AB - Transmission of Toxoplasma gondii on swine farms was investigated using a deterministic dynamic computer simulation model. A primary focus was to evaluate a feline T. gondii vaccine. Animal populations (swine and cats) were compartmentalized based on the stage of T. gondii infection. Simulations were run under conditions of closed and equilibrium population size. Model parameters were varied in a factorial experimental design to test the following hypotheses: T. gondii infection in finishing pigs decreases with (1) vaccination of susceptible cats, (2) an increase in the proportion of cats captured for vaccination, (3) a decrease in the initial number of cats, (4) a decrease in the initial T. gondii prevalence in cats and (5) a decrease in oocyst-survival time. Seeding conditions included a total of 10, 20, 30, 40 or 50 cats, initial T. gondii prevalences in cats of 30, 60 or 90%, vaccination of 0, 50 or 75% of the cats and two vaccination schedules (the field schedule from a prior trial and a weaning-vaccination schedule). Simulations were run at oocyst-survival times of 52, 39 and 26 weeks. T. gondii prevalence in finishing pigs was recorded every week for 10 years. The probability of elimination of T. gondii from finishing pigs increased with a decrease in the number of cats and a decrease in oocyst-survival time. The last-year average prevalence was used as the outcome in a multiple linear regression analysis. Decreased T. gondii prevalence in finishing pigs was the result of a decrease in the initial number of cats on the farm (squared semipartial correlation coefficient (sr2) = 47%), decreased oocyst survival (sr2 = 35%), using the weaning-vaccination schedule (sr2 = 7%) and vaccination versus non-vaccination (sr2 = 5%). Unexpectedly, the initial T. gondii prevalence in cats had no effect on T. gondii prevalence in finishing pigs. The simulation supports the field trial indicating vaccine effectiveness. However, vaccination had less impact on decreasing T. gondii infection in finishing pigs than a decrease in the number of farm cats.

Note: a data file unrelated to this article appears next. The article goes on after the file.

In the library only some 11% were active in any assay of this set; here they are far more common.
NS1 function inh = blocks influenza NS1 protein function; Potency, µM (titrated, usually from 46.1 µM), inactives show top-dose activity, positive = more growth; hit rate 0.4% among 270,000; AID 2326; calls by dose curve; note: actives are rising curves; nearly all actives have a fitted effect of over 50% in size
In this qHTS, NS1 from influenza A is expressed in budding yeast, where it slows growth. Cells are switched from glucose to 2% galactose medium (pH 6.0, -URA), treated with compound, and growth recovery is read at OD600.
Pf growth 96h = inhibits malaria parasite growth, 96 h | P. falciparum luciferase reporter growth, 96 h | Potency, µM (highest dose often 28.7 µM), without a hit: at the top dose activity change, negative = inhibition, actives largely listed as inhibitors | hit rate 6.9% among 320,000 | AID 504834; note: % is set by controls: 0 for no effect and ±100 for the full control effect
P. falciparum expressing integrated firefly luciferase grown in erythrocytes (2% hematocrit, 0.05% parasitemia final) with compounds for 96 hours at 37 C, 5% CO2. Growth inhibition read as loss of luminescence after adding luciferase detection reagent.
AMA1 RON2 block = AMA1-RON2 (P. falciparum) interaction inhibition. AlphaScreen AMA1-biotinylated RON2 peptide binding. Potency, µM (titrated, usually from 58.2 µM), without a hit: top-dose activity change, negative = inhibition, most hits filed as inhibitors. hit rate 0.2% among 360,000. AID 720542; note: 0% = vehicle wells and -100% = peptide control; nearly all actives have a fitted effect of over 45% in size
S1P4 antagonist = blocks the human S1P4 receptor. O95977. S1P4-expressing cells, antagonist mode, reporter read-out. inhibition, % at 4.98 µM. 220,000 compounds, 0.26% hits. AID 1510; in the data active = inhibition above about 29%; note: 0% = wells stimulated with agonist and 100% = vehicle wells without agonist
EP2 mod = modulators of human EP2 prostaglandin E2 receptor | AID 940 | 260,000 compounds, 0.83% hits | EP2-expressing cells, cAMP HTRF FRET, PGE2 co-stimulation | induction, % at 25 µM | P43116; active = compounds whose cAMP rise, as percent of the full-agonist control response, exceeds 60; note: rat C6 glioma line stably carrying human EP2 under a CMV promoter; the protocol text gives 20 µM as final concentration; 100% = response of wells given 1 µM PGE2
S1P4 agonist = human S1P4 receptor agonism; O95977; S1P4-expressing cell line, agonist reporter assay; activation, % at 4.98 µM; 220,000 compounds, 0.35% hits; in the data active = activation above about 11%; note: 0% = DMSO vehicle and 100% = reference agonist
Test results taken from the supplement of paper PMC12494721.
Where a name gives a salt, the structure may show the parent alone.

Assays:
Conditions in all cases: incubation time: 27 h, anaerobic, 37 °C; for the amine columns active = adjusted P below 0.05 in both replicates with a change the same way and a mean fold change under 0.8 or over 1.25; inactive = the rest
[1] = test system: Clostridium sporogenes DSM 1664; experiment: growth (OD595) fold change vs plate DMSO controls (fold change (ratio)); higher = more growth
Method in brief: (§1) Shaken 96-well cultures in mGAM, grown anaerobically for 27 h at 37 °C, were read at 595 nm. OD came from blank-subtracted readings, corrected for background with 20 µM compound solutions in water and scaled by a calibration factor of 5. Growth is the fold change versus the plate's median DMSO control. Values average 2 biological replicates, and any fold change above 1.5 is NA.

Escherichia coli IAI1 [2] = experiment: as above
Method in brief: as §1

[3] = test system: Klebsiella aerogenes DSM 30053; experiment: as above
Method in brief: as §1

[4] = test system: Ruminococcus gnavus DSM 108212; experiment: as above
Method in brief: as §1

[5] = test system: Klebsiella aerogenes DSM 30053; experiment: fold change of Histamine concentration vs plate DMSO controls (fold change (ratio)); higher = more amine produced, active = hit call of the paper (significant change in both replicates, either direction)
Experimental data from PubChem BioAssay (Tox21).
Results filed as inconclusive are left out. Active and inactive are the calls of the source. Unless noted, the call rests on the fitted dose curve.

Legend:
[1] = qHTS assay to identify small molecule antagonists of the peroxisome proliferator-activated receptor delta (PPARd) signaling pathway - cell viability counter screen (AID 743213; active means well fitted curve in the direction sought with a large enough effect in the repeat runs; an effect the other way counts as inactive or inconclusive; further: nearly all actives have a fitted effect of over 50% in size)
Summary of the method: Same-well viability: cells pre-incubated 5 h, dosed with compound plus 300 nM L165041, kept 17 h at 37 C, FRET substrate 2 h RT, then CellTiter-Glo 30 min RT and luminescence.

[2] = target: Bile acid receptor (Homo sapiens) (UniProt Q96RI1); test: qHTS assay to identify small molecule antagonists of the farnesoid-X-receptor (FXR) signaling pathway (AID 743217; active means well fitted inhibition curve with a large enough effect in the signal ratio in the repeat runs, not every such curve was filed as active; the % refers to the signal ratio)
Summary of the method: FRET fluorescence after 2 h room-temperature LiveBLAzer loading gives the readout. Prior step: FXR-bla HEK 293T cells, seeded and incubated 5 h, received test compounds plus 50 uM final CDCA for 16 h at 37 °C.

KW - Deterministic

KW - Dynamic simulation

KW - Finishing pigs

KW - Modeling

KW - Toxoplasma gondii

KW - Vaccine-effectiveness

UR - http://www.scopus.com/inward/record.url?scp=0037056967&partnerID=8YFLogxK

UR - http://www.scopus.com/inward/citedby.url?scp=0037056967&partnerID=8YFLogxK

U2 - 10.1016/S0167-5877(02)00057-0

DO - 10.1016/S0167-5877(02)00057-0

M3 - Article

VL - 55

SP - 17

EP - 36

JO - Preventive Veterinary Medicine

JF - Preventive Veterinary Medicine

SN - 0167-5877

IS - 1

ER -